Me too. I hope it's possible, and they've certainly tackled a lot of other really difficult problems through this whole thing. The thing is every maneuver and transfer is going to come with its own set of dV costs based on the exact time of launch and the position of every body and vessel that's being interacted with along the way. Say you want to set up a supply run from a station above Minmus to a station above Moho. It's not just a mater of mimicking the key actions you took because that exact arrangement of planets and moons might not repeat for centuries. It's basically got to solve for the total journey including any and all inclination burns, rendezvous burns, monoprop usage, LS or reactor fuel use depending on differences in flight duration etc. for each time it does the run to check if its going to run out of something along the way. If it's delivering fuel that it's also consuming that could also result in large differences in the actual delivered quantity each time. 

But like I said, they've solved a lot of hard technical challenges so far, and maybe it's not as hard as I think? Maybe it has to solve for all that anyway and it can just show you green windows on a calendar indicating when you can schedule launches without worry? Thats a more difficult math problem but would probably be easy enough to navigate as a player. 

Edited by Pthigrivi
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Like I said, proper mission planning. If you can get your fuel budget estimate for a mission from A to B, you know what you have to build. And so, my guess is, your automated supply run will have no problem doing any part of the trip as long as the ship's capabilities fit within the estimate. Where it's the usual transfer window but with some obvious error margin. I bet whatever you come up with in the VAB, the game will choose a moment for departure that ensures mission success without running out of resources.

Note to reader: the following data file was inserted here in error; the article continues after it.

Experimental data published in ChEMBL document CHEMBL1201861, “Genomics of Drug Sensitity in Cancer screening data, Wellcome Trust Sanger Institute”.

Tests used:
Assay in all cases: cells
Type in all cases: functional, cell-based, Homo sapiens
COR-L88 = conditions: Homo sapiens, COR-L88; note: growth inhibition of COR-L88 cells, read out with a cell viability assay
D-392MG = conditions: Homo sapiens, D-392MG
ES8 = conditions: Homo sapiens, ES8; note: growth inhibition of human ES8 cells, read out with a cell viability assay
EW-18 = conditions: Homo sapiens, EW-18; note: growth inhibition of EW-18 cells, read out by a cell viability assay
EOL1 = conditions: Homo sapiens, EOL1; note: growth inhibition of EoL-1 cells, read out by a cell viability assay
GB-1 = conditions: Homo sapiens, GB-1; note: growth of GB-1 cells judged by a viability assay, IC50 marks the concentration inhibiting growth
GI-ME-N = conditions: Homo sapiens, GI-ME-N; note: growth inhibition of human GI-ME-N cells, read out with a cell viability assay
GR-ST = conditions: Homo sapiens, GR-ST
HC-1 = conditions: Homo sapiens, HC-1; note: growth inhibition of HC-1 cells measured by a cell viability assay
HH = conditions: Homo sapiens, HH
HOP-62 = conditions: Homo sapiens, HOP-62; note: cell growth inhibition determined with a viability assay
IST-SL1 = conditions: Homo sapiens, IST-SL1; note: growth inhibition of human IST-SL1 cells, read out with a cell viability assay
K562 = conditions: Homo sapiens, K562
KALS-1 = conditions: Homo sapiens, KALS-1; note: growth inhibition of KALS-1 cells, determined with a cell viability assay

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4 hours ago, Pthigrivi said:

that exact arrangement of planets and moons might not repeat for centuries

This is the key issue. A mission launching from Kerbin's surface and landing on Duna's surface could be repeated once every two years. The same arrangement simply does not occur more often than that. What if we launch from the surface of Minmus instead? Or what if we slingshot around another body, as we often do for more fuel-efficient missions? Then the period until that same arrangement occurs may be effectively infinite. This is ignoring that planets rotate, and that they have oval orbits, and that they have moons which tend to get in the way, all of which introduce additional problems for the game to solve. And this is without even getting in to the many creative flight plans players will use, like aerobraking out of an interplanetary transfer.

So I don't see that any version of KSP could ever "solve for" all of the various differences that may arise during an automated flight. What it could do is fake it, but even to fake it would require an immense amount of problem solving. It would ultimately be easier to build an AI that charts its own course to a destination rather than trying to replicate a previous course. And at that point the whole thing is fake, so what is the point? Is it even desirable to allow the player to interact with an automated flight, and if not, why permit them to see it at all?

My current expectation is that automated flights will be abstracted. Maybe put a graphic in the tracking station that displays the progress of current automated missions, where the progress bar uses iconography for Kerbin, the rocket, and the destination. If anything, allow the player to watch them take off and land, which is where keyframes would come in handy.

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Action groups and staging have a baby. 

Dynamic staging: Say, you want a cargo bay to open on a certain stage: like stage 2 for example.

On the same stage, you want a payload to decouple, but not at the same time the bay opens.

You can set a timer, for about 3 seconds in this case, before the payload decouples.

And you don't have to stage more than once.

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7 hours ago, Pthigrivi said:

Say you want to set up a supply run from a station above Minmus to a station above Moho.